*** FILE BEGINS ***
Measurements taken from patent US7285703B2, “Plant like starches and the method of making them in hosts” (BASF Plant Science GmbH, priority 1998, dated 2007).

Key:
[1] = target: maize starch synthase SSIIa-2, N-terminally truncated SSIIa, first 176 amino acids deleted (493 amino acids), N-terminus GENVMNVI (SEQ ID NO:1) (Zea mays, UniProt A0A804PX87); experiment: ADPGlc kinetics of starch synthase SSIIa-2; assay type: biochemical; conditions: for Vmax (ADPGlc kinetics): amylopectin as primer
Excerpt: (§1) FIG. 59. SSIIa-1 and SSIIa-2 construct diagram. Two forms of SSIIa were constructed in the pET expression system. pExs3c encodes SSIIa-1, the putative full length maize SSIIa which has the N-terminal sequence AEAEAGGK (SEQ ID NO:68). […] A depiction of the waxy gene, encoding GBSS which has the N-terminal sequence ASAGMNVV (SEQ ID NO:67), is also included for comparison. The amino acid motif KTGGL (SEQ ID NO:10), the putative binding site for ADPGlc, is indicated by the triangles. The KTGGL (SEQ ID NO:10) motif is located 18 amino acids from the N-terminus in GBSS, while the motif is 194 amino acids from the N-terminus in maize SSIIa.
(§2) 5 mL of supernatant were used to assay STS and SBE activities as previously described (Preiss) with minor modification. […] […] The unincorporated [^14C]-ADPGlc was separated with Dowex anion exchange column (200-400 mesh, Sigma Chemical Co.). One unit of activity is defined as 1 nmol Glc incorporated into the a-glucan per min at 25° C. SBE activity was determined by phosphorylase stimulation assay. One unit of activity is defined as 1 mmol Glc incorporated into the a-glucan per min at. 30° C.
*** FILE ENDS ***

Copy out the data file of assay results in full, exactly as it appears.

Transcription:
Measurements taken from patent US7285703B2, “Plant like starches and the method of making them in hosts” (BASF Plant Science GmbH, priority 1998, dated 2007).

Key:
[1] = target: maize starch synthase SSIIa-2, N-terminally truncated SSIIa, first 176 amino acids deleted (493 amino acids), N-terminus GENVMNVI (SEQ ID NO:1) (Zea mays, UniProt A0A804PX87); experiment: ADPGlc kinetics of starch synthase SSIIa-2; assay type: biochemical; conditions: for Vmax (ADPGlc kinetics): amylopectin as primer
Excerpt: (§1) FIG. 59. SSIIa-1 and SSIIa-2 construct diagram. Two forms of SSIIa were constructed in the pET expression system. pExs3c encodes SSIIa-1, the putative full length maize SSIIa which has the N-terminal sequence AEAEAGGK (SEQ ID NO:68). […] A depiction of the waxy gene, encoding GBSS which has the N-terminal sequence ASAGMNVV (SEQ ID NO:67), is also included for comparison. The amino acid motif KTGGL (SEQ ID NO:10), the putative binding site for ADPGlc, is indicated by the triangles. The KTGGL (SEQ ID NO:10) motif is located 18 amino acids from the N-terminus in GBSS, while the motif is 194 amino acids from the N-terminus in maize SSIIa.
(§2) 5 mL of supernatant were used to assay STS and SBE activities as previously described (Preiss) with minor modification. […] […] The unincorporated [^14C]-ADPGlc was separated with Dowex anion exchange column (200-400 mesh, Sigma Chemical Co.). One unit of activity is defined as 1 nmol Glc incorporated into the a-glucan per min at 25° C. SBE activity was determined by phosphorylase stimulation assay. One unit of activity is defined as 1 mmol Glc incorporated into the a-glucan per min at. 30° C.